cover image House of Fact, House of Ruin

House of Fact, House of Ruin

Tom Sleigh. Graywolf, $16 trade paper (128p) ISBN 978-1-55597-797-9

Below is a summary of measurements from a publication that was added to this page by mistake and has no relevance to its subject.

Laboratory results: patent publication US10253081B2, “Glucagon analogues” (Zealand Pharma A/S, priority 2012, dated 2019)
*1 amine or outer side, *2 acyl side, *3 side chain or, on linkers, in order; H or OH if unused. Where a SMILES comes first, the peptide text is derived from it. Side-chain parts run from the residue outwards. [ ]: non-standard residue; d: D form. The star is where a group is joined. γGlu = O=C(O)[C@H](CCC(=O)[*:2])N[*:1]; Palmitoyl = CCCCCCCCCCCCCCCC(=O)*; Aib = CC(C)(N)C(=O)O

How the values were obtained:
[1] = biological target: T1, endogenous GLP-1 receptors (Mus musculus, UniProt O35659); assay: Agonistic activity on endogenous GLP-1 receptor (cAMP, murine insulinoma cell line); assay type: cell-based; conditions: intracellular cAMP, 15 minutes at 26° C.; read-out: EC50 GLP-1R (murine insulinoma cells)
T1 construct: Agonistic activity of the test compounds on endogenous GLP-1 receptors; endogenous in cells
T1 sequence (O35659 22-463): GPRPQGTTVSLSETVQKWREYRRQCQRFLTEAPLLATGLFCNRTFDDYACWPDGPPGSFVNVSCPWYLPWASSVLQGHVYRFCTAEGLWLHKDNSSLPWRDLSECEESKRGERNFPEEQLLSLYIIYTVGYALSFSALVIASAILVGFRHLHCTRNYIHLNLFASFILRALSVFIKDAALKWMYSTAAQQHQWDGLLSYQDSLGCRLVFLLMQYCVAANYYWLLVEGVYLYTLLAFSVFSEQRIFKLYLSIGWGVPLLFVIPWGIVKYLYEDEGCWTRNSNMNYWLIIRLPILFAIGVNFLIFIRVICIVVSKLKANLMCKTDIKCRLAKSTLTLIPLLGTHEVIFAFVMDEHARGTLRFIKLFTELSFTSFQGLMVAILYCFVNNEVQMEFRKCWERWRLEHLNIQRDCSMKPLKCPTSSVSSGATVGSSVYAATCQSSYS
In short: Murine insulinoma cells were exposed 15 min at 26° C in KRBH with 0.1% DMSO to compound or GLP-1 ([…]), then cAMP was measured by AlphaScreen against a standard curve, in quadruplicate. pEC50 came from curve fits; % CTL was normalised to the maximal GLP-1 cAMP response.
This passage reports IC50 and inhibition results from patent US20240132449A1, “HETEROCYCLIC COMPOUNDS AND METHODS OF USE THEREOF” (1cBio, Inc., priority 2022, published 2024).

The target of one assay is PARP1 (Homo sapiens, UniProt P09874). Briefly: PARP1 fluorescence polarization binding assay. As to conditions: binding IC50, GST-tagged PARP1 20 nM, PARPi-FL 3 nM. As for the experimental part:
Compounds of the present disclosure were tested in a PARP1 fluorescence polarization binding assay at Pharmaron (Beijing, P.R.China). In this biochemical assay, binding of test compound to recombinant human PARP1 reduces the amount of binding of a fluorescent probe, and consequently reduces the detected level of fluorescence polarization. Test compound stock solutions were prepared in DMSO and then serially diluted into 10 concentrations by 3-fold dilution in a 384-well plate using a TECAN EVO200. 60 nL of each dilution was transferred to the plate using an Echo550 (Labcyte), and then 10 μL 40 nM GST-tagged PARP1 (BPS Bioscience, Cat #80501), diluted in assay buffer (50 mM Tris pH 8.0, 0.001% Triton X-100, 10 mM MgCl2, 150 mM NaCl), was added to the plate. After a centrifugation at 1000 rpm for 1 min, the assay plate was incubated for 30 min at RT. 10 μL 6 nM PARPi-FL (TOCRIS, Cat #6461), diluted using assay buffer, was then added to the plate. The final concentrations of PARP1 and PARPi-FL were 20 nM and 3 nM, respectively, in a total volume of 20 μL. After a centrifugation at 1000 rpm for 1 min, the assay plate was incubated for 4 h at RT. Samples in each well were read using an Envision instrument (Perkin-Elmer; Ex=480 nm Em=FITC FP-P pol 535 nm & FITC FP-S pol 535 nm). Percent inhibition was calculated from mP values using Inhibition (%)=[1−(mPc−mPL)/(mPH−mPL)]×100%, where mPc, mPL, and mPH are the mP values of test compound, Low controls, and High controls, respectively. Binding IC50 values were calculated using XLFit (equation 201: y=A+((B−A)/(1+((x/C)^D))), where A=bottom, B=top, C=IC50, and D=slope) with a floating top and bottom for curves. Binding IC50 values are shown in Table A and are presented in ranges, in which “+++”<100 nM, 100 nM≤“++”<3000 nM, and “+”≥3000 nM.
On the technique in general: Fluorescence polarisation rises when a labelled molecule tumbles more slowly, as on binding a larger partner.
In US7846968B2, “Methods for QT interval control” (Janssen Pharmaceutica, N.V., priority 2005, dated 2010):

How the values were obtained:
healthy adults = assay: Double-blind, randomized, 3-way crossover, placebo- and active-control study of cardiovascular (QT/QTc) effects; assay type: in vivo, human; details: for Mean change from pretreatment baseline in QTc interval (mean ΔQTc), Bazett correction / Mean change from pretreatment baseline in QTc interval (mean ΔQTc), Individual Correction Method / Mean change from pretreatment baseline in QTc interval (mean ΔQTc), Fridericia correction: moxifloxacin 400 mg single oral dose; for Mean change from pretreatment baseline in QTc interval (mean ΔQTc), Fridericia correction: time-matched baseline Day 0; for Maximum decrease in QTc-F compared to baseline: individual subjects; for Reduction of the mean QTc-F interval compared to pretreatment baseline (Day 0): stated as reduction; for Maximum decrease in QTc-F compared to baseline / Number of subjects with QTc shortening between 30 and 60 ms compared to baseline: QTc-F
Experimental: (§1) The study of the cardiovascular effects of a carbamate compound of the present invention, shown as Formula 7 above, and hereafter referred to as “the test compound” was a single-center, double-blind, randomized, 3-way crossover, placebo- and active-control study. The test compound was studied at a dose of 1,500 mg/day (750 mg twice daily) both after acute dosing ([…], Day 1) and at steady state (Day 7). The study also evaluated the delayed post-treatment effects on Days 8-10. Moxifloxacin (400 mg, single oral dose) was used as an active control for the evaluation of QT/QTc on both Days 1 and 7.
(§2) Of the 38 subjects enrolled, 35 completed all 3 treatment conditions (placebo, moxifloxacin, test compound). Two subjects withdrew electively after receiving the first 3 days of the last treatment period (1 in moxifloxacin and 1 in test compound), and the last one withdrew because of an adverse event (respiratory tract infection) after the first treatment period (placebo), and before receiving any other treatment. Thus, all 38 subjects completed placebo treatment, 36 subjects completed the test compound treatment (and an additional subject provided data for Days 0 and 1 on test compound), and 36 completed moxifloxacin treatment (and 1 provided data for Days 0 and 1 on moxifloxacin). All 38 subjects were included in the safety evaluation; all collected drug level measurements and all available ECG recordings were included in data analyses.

Sleigh (Station Zed) blurs the boundary between art and artifact as he lyrically documents war zones in Libya, Iraq, and Syria in this 10th poetry collection, released concurrently with The Land Between Two Rivers, a new book of essays. He performs feats of empathy in attempting to witness torture from the perspectives of the tortured (“smooth barrels of their AKs press into my back// and against my chest”) and the torturer (“if infantry brings/ you a guy you think is shooting mortars, scaring/ him with a muzzled dog doesn’t seem like the worst trick./ I was willing to try it. I didn’t know it wasn’t going to work”). Accounts of violence do not spare the reader any of the details or questions that might occur to an eyewitness. “What do you know about atrocity?/ the scream of the frozen open mouth showing gold fillings in the molars,” Sleigh writes. He also references Biblical narratives without much hope that Jesus (who he refers to as “what’s his name”) or God (who is addressed as “OMG”) can provide more solace than any of the literary figures, including Phillip Levine and Mark Strand, whom he conjures in several poems written in memoriam. Sleigh brings readers close to trauma with a lyrical treatment from which one wants to turn but cannot. Agent: Lane Zachary, Aevitas Creative Management NYC. (Feb.)